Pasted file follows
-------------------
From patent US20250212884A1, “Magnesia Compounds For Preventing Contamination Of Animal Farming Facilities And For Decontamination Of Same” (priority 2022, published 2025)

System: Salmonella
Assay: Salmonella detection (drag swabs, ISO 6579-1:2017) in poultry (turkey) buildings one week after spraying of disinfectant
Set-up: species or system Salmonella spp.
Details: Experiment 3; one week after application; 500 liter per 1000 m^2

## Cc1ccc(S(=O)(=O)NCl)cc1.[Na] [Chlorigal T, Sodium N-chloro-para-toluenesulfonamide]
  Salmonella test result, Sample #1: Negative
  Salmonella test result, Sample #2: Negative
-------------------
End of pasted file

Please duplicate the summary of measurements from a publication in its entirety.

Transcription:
From patent US20250212884A1, “Magnesia Compounds For Preventing Contamination Of Animal Farming Facilities And For Decontamination Of Same” (priority 2022, published 2025)

System: Salmonella
Assay: Salmonella detection (drag swabs, ISO 6579-1:2017) in poultry (turkey) buildings one week after spraying of disinfectant
Set-up: species or system Salmonella spp.
Details: Experiment 3; one week after application; 500 liter per 1000 m^2

## Cc1ccc(S(=O)(=O)NCl)cc1.[Na] [Chlorigal T, Sodium N-chloro-para-toluenesulfonamide]
  Salmonella test result, Sample #1: Negative
  Salmonella test result, Sample #2: Negative